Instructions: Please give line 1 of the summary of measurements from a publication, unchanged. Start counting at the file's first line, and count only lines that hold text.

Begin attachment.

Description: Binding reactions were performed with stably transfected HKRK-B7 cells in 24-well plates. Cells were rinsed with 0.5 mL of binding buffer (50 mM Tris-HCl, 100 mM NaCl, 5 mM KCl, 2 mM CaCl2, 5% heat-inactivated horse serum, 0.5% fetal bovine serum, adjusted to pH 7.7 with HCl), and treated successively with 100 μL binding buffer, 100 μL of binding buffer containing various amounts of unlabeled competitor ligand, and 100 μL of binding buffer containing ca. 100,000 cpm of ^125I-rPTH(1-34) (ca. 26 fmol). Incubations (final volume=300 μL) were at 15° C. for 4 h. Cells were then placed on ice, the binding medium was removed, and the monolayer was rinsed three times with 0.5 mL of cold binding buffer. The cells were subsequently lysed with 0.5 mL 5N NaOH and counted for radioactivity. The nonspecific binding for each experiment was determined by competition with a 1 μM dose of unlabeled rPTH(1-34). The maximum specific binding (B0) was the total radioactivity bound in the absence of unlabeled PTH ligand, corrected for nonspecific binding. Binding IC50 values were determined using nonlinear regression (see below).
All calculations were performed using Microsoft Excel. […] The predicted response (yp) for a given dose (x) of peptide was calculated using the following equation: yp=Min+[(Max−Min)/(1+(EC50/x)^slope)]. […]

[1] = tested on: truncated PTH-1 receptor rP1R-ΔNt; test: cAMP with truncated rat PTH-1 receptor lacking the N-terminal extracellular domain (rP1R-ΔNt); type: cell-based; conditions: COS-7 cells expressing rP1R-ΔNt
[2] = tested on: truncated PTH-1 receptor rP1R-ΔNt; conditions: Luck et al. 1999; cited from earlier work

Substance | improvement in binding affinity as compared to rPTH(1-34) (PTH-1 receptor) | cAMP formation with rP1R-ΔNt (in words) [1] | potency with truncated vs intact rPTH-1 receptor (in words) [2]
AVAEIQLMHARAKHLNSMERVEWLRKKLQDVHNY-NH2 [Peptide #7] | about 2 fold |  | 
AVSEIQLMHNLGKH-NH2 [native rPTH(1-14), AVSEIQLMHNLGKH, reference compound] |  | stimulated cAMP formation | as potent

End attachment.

Description: Binding reactions were performed with stably transfected HKRK-B7 cells in 24-well plates. Cells were rinsed with 0.5 mL of binding buffer (50 mM Tris-HCl, 100 mM NaCl, 5 mM KCl, 2 mM CaCl2, 5% heat-inactivated horse serum, 0.5% fetal bovine serum, adjusted to pH 7.7 with HCl), and treated successively with 100 μL binding buffer, 100 μL of binding buffer containing various amounts of unlabeled competitor ligand, and 100 μL of binding buffer containing ca. 100,000 cpm of ^125I-rPTH(1-34) (ca. 26 fmol). Incubations (final volume=300 μL) were at 15° C. for 4 h. Cells were then placed on ice, the binding medium was removed, and the monolayer was rinsed three times with 0.5 mL of cold binding buffer. The cells were subsequently lysed with 0.5 mL 5N NaOH and counted for radioactivity. The nonspecific binding for each experiment was determined by competition with a 1 μM dose of unlabeled rPTH(1-34). The maximum specific binding (B0) was the total radioactivity bound in the absence of unlabeled PTH ligand, corrected for nonspecific binding. Binding IC50 values were determined using nonlinear regression (see below).